1/50 - 1/200. Perform heat mediated antigen retrieval via the microwave method before commencing with IHC staining protocol.
Double-stranded RNA (dsRNA) endoribonuclease playing a central role in short dsRNA-mediated post-transcriptional gene silencing. Cleaves naturally occurring long dsRNAs and short hairpin pre-microRNAs (miRNA) into fragments of twenty-one to twenty-three nucleotides with 3' overhang of two nucleotides, producing respectively short interfering RNAs (siRNA) and mature microRNAs. SiRNAs and miRNAs serve as guide to direct the RNA-induced silencing complex (RISC) to complementary RNAs to degrade them or prevent their translation. Gene silencing mediated by siRNAs, also called RNA interference, controls the elimination of transcripts from mobile and repetitive DNA elements of the genome but also the degradation of exogenous RNA of viral origin for instance. The miRNA pathway on the other side is a mean to specifically regulate the expression of target genes.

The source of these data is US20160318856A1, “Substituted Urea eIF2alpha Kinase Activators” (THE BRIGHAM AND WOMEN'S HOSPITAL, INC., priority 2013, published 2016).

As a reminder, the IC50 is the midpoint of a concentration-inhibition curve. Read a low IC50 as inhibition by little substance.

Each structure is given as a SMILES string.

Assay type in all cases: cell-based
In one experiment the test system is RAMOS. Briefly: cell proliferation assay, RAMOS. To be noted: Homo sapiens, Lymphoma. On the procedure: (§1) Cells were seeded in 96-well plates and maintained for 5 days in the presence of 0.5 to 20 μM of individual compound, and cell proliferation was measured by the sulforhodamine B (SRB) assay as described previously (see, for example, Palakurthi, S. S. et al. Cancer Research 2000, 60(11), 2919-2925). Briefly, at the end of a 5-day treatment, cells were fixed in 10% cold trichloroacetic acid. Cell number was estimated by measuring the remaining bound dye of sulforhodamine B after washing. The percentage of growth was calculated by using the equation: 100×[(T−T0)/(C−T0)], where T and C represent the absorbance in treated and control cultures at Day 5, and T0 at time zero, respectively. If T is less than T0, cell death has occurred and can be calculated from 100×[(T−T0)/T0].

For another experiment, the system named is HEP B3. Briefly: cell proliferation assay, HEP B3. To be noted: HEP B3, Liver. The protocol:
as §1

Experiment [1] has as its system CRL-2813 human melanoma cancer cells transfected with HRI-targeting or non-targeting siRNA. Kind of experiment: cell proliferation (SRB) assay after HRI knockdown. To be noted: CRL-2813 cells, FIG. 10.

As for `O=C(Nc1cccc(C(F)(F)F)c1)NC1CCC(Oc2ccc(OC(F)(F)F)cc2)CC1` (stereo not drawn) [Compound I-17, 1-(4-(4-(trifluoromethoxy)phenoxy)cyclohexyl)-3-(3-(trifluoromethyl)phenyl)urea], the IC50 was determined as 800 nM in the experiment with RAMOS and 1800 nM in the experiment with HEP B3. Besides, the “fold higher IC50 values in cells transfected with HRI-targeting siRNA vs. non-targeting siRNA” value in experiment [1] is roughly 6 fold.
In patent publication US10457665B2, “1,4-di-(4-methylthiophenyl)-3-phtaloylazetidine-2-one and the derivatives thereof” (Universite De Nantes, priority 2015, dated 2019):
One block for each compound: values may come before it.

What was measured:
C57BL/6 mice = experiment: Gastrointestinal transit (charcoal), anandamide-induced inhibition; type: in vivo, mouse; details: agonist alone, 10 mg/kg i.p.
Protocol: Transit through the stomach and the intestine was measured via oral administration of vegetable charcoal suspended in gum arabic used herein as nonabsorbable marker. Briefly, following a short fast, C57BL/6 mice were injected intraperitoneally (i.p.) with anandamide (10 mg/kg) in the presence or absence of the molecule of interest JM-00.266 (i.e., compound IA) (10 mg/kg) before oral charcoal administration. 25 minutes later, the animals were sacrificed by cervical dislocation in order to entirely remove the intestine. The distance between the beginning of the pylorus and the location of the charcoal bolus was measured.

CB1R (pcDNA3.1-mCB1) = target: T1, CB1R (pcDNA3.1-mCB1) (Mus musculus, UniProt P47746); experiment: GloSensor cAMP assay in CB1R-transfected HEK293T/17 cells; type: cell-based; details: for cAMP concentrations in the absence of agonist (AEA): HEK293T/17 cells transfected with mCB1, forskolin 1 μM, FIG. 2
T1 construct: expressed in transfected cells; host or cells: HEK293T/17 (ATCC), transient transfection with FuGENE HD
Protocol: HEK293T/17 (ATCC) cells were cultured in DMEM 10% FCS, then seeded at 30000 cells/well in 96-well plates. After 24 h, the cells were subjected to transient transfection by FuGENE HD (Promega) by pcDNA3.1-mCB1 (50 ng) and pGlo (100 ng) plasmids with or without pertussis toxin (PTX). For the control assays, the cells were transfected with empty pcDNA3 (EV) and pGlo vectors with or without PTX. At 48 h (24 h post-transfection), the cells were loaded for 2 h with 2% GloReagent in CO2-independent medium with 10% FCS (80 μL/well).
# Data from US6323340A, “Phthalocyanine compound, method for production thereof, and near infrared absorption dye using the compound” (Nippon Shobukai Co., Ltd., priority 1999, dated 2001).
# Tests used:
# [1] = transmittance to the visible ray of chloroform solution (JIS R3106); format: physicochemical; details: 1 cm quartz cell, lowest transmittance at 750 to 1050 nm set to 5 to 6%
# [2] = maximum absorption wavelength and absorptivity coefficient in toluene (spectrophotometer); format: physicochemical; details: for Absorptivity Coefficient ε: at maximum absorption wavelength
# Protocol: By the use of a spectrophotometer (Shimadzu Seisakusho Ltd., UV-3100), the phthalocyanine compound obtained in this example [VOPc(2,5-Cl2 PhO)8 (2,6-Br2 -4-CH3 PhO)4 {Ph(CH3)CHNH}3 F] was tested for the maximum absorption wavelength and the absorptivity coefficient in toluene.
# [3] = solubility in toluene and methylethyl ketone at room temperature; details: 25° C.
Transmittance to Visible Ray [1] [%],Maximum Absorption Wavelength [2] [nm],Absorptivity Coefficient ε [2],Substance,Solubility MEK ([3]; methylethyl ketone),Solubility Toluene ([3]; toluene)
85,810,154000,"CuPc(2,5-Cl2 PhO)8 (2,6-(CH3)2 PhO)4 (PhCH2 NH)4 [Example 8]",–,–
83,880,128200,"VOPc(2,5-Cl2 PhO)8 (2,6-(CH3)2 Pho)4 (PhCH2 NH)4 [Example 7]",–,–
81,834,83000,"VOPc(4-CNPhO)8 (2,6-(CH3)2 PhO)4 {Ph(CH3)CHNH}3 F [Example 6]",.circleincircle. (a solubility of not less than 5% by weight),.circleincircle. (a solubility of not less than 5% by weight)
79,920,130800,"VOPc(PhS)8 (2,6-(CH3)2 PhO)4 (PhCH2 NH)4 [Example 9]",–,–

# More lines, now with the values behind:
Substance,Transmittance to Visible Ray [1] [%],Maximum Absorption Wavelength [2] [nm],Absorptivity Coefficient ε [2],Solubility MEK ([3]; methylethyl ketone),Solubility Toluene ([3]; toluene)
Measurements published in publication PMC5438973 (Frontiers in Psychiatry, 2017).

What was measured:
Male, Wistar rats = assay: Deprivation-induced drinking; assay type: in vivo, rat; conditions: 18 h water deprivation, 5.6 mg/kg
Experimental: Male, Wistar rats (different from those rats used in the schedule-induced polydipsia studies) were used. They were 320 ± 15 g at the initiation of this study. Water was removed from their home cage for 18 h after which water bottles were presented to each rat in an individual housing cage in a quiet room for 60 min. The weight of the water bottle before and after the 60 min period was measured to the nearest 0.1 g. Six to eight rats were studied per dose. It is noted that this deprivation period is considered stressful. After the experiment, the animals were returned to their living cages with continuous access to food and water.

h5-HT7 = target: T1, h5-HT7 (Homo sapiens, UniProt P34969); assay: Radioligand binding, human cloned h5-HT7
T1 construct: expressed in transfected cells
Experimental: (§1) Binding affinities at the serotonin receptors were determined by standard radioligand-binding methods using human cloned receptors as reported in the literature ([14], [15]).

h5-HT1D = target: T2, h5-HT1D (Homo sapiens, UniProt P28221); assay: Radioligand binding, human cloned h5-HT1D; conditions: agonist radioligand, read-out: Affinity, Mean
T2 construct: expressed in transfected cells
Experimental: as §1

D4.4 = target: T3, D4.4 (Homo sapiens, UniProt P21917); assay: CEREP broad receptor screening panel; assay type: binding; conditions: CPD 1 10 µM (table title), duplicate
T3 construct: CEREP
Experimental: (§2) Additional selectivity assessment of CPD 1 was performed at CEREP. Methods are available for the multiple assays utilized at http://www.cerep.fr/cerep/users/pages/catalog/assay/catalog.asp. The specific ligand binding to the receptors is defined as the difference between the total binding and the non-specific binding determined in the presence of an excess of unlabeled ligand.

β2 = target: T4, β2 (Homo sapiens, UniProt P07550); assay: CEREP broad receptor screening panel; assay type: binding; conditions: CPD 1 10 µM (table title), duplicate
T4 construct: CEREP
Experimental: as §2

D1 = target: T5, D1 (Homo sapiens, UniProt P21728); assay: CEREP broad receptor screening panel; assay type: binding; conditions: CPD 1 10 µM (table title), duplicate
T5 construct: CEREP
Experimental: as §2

Involvement in disease
Pleuropulmonary blastoma Goiter multinodular 1, with or without Sertoli-Leydig cell tumors Rhabdomyosarcoma, embryonal, 2 DICER1 mutations have been found in uterine cervix embryonal rhabdomyosarcoma, primitive neuroectodermal tumor, Wilms tumor, pulmonary sequestration and juvenile intestinal polyp (PubMed:21882293). Somatic missense mutations affecting the RNase IIIb domain of DICER1 are common in non-epithelial ovarian tumors. These mutations do not abolish DICER1 function but alter it in specific cell types, a novel mechanism through which perturbation of microRNA processing may be oncogenic (PubMed:22187960).
ab82539, at 1/20 dilution, staining Dicer in normal human ovary by Immunohistochemistry using paraffin-embedded tissue.
Western blot - Anti-Dicer antibody [4A6] (ab82539)
ab82539 has been verified by siRNA target validation. The figure shows the elimination of the antigen band on western after treatment of cells with siRNA against human Dicer. No effect is seen on treatment with an irrelevant siRNA against GAPDH.